|"Relaxing to the soul and tasty on the tongue. "|
I also enjoyed Kenyan chai, often. Since I had at least three cups every day, I had ample time to decide how I truly felt about the beverage, because it doesn't fit the typical cup that I would consume. I lean towards being a purist, but Kenyan chai may very well be the least "pure" tea that I have ever consumed. The chai is made by boiling nearly equal parts of water and milk (mostly goats milk) together and then brewing traditional black tea leaves in the opaque liquid. Inside of homes, it was served after a few minutes of brewing with a bowl of sugar on the side. In the work places, the cooks would put sugar in the boiling mixture and then brew the tea.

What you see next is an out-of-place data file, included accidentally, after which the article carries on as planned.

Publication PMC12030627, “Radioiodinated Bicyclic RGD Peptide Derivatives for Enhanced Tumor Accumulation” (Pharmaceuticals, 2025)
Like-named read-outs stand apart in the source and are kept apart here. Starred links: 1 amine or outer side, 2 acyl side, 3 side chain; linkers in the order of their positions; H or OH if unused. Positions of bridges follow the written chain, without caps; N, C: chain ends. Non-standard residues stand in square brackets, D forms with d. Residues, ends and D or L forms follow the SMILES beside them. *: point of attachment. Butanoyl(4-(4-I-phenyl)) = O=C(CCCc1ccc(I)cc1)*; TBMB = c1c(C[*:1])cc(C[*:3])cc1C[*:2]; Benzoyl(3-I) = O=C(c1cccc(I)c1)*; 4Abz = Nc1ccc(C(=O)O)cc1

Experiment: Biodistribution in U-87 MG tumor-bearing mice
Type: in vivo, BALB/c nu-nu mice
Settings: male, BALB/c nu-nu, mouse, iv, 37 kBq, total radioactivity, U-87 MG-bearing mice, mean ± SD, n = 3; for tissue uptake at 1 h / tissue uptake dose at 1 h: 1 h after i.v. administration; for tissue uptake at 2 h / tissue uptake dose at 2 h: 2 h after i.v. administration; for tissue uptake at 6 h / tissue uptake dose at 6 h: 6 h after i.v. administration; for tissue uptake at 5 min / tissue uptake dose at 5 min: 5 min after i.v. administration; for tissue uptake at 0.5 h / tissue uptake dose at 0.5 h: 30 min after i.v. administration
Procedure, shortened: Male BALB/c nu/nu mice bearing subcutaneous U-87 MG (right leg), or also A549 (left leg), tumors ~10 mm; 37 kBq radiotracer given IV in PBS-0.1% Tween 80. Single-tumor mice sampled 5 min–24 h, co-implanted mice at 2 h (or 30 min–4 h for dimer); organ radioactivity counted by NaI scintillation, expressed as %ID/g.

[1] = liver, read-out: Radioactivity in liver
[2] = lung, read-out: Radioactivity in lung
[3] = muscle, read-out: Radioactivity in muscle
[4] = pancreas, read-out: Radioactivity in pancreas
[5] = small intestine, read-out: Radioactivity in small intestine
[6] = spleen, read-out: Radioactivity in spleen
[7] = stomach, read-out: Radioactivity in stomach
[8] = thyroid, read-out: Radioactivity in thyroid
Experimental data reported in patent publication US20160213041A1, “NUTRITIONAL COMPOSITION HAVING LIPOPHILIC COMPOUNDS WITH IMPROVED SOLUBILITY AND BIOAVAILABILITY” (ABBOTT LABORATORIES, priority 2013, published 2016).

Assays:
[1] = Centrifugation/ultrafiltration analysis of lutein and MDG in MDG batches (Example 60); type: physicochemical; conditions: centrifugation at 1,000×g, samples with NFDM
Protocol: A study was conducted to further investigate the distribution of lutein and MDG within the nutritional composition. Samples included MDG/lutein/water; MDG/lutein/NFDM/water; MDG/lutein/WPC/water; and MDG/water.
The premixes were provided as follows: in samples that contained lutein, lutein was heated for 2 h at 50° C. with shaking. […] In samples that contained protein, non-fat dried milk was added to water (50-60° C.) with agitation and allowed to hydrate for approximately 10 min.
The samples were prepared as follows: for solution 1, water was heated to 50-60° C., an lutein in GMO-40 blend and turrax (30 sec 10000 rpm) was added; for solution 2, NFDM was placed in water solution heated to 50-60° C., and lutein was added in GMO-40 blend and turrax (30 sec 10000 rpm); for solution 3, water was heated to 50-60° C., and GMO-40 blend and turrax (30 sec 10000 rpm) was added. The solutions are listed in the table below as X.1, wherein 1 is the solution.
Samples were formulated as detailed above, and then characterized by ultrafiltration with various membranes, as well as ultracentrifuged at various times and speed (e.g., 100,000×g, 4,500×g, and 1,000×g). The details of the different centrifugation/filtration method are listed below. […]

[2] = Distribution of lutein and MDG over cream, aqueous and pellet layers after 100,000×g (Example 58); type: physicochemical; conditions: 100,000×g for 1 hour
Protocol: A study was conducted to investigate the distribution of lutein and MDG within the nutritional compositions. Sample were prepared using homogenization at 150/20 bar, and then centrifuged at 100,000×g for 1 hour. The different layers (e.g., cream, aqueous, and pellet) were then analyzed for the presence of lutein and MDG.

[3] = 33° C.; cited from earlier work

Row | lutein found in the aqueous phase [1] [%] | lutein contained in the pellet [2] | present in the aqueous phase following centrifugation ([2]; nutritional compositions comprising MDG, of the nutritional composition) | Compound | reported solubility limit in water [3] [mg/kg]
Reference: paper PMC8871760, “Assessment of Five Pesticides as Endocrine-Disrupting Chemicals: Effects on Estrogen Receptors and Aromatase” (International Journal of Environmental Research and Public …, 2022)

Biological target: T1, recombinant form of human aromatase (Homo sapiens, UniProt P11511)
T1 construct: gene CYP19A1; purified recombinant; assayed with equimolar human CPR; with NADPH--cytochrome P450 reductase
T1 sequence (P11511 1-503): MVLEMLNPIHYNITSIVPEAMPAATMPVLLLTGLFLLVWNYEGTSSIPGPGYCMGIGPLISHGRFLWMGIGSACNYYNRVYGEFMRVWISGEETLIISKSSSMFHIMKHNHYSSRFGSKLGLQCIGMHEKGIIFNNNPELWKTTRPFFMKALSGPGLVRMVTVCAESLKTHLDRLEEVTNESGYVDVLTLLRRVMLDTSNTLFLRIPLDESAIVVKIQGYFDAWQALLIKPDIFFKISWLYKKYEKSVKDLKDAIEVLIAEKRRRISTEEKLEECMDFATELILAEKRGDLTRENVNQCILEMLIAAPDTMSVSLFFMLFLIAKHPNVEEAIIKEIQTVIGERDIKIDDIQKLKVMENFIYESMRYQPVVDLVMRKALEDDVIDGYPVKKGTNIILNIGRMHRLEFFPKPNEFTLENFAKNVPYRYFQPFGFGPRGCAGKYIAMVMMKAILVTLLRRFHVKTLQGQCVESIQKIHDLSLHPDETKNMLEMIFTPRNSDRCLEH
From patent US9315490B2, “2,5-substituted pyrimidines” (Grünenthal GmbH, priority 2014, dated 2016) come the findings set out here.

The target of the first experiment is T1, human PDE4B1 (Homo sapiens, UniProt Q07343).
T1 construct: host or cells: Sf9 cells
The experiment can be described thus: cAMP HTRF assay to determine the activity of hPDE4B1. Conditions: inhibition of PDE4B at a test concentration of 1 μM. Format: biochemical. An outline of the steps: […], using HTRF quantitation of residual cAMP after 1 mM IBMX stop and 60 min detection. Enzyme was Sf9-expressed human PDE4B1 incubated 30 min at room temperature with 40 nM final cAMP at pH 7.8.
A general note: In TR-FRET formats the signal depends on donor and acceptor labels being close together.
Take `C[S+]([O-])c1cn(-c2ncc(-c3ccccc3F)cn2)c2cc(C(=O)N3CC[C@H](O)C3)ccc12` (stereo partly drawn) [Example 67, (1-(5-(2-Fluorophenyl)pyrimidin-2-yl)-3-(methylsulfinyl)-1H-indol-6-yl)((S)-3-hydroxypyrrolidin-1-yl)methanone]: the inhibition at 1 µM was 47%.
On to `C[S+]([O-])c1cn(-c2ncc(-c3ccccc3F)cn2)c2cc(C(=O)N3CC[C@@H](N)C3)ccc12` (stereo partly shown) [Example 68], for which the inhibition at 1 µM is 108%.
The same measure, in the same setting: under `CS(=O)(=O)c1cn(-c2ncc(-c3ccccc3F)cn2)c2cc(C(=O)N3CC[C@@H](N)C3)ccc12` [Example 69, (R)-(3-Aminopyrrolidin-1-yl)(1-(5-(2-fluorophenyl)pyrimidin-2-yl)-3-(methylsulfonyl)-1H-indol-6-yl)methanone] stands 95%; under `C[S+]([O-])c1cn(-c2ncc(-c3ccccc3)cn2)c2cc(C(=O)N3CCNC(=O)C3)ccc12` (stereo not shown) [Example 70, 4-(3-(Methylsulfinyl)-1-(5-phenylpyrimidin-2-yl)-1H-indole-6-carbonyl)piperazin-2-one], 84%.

I found that the chai without sugar was, at least, bearable, but not as desirable as the syrupy flavour of the sugar boiled chai. The cups were served piping hot and normally in stoneware metal cups- which is how I will always remember Kenyan chai. Overall, it was a welcomed sweetness in meals, between surgeries and nearly anywhere else because it was soothing to take a deep breath and a few sips and to push through the day.
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